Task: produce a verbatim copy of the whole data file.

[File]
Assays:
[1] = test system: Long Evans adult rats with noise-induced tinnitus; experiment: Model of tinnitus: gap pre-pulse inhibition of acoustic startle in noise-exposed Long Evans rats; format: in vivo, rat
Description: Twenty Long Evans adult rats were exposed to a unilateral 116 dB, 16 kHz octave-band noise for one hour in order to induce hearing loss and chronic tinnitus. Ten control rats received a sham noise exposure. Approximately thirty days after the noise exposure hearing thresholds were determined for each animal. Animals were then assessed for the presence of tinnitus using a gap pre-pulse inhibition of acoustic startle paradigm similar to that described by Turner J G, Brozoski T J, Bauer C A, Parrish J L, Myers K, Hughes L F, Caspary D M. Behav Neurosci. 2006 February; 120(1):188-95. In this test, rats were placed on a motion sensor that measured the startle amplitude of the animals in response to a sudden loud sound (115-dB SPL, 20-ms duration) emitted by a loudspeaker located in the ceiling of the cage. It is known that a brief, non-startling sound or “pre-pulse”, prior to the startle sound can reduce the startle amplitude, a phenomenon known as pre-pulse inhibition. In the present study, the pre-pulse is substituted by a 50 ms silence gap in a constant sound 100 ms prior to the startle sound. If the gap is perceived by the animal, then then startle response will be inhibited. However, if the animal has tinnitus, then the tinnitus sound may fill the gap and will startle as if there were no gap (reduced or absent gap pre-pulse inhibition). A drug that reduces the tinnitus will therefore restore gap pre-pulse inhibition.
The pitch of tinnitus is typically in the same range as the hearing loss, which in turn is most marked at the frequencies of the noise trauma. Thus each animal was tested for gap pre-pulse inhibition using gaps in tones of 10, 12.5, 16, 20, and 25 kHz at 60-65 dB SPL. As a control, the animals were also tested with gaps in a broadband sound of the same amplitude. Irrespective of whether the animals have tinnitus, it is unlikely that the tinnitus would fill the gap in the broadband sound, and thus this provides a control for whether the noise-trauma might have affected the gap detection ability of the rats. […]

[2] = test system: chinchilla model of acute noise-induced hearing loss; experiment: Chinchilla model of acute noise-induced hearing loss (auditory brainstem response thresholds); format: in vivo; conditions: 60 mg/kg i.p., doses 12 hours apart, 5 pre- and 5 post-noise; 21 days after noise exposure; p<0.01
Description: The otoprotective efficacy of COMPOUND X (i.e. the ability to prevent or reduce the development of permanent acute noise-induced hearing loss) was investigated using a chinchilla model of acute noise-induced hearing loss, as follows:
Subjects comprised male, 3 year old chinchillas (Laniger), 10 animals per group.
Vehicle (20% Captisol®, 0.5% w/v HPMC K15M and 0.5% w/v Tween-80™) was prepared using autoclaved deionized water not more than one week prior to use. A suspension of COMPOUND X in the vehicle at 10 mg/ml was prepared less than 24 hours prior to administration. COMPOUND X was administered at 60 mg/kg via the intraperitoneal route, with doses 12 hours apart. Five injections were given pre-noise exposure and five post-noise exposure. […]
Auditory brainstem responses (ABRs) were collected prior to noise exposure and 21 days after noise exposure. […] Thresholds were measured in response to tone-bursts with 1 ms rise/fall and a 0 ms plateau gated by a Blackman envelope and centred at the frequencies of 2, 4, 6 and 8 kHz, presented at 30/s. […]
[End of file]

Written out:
Assays:
[1] = test system: Long Evans adult rats with noise-induced tinnitus; experiment: Model of tinnitus: gap pre-pulse inhibition of acoustic startle in noise-exposed Long Evans rats; format: in vivo, rat
Description: Twenty Long Evans adult rats were exposed to a unilateral 116 dB, 16 kHz octave-band noise for one hour in order to induce hearing loss and chronic tinnitus. Ten control rats received a sham noise exposure. Approximately thirty days after the noise exposure hearing thresholds were determined for each animal. Animals were then assessed for the presence of tinnitus using a gap pre-pulse inhibition of acoustic startle paradigm similar to that described by Turner J G, Brozoski T J, Bauer C A, Parrish J L, Myers K, Hughes L F, Caspary D M. Behav Neurosci. 2006 February; 120(1):188-95. In this test, rats were placed on a motion sensor that measured the startle amplitude of the animals in response to a sudden loud sound (115-dB SPL, 20-ms duration) emitted by a loudspeaker located in the ceiling of the cage. It is known that a brief, non-startling sound or “pre-pulse”, prior to the startle sound can reduce the startle amplitude, a phenomenon known as pre-pulse inhibition. In the present study, the pre-pulse is substituted by a 50 ms silence gap in a constant sound 100 ms prior to the startle sound. If the gap is perceived by the animal, then then startle response will be inhibited. However, if the animal has tinnitus, then the tinnitus sound may fill the gap and will startle as if there were no gap (reduced or absent gap pre-pulse inhibition). A drug that reduces the tinnitus will therefore restore gap pre-pulse inhibition.
The pitch of tinnitus is typically in the same range as the hearing loss, which in turn is most marked at the frequencies of the noise trauma. Thus each animal was tested for gap pre-pulse inhibition using gaps in tones of 10, 12.5, 16, 20, and 25 kHz at 60-65 dB SPL. As a control, the animals were also tested with gaps in a broadband sound of the same amplitude. Irrespective of whether the animals have tinnitus, it is unlikely that the tinnitus would fill the gap in the broadband sound, and thus this provides a control for whether the noise-trauma might have affected the gap detection ability of the rats. […]

[2] = test system: chinchilla model of acute noise-induced hearing loss; experiment: Chinchilla model of acute noise-induced hearing loss (auditory brainstem response thresholds); format: in vivo; conditions: 60 mg/kg i.p., doses 12 hours apart, 5 pre- and 5 post-noise; 21 days after noise exposure; p<0.01
Description: The otoprotective efficacy of COMPOUND X (i.e. the ability to prevent or reduce the development of permanent acute noise-induced hearing loss) was investigated using a chinchilla model of acute noise-induced hearing loss, as follows:
Subjects comprised male, 3 year old chinchillas (Laniger), 10 animals per group.
Vehicle (20% Captisol®, 0.5% w/v HPMC K15M and 0.5% w/v Tween-80™) was prepared using autoclaved deionized water not more than one week prior to use. A suspension of COMPOUND X in the vehicle at 10 mg/ml was prepared less than 24 hours prior to administration. COMPOUND X was administered at 60 mg/kg via the intraperitoneal route, with doses 12 hours apart. Five injections were given pre-noise exposure and five post-noise exposure. […]
Auditory brainstem responses (ABRs) were collected prior to noise exposure and 21 days after noise exposure. […] Thresholds were measured in response to tone-bursts with 1 ms rise/fall and a 0 ms plateau gated by a Blackman envelope and centred at the frequencies of 2, 4, 6 and 8 kHz, presented at 30/s. […]